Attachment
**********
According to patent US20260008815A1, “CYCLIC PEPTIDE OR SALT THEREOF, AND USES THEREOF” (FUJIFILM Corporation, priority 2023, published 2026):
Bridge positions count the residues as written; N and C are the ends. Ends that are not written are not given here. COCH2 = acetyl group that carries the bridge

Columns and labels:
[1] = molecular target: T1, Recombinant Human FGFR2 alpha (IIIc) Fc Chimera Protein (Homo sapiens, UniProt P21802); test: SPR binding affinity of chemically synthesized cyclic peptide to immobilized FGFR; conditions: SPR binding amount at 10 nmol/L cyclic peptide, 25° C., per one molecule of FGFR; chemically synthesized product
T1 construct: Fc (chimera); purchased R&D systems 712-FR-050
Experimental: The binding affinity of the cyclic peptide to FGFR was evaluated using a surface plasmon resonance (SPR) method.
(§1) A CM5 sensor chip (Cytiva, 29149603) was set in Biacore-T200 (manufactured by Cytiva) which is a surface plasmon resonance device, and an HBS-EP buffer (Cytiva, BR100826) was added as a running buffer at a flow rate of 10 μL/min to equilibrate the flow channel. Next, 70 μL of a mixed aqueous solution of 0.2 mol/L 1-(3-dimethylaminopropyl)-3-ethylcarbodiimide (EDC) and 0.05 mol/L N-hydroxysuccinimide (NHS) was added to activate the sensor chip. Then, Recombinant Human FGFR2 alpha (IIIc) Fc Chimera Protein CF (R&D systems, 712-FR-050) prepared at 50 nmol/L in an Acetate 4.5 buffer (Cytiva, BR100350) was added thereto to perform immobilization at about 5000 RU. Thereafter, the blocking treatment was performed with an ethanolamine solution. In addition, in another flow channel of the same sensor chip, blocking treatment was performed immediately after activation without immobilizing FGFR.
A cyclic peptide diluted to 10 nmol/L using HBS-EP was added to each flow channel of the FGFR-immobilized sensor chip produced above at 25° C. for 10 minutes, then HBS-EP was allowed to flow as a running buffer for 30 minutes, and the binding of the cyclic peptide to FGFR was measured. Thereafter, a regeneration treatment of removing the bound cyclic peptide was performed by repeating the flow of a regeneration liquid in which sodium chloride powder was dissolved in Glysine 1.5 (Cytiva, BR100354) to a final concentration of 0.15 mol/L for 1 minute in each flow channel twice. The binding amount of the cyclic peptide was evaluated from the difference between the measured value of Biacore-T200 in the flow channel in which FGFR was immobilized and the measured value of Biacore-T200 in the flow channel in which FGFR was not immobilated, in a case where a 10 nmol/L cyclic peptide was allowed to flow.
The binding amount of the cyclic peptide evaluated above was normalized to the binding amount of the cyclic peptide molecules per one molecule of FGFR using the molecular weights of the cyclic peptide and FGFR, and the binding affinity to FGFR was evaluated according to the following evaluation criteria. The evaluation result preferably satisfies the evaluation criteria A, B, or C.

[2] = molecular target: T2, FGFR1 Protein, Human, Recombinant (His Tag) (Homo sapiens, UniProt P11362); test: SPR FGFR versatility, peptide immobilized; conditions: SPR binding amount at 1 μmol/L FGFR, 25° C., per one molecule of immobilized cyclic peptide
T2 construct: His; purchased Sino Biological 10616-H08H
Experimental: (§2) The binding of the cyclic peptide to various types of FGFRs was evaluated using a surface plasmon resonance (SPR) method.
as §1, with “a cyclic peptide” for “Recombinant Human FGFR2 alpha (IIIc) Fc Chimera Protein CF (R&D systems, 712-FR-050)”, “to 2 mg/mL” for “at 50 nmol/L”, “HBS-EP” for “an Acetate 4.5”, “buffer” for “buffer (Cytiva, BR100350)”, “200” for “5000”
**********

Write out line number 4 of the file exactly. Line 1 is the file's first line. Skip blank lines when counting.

[1] = molecular target: T1, Recombinant Human FGFR2 alpha (IIIc) Fc Chimera Protein (Homo sapiens, UniProt P21802); test: SPR binding affinity of chemically synthesized cyclic peptide to immobilized FGFR; conditions: SPR binding amount at 10 nmol/L cyclic peptide, 25° C., per one molecule of FGFR; chemically synthesized product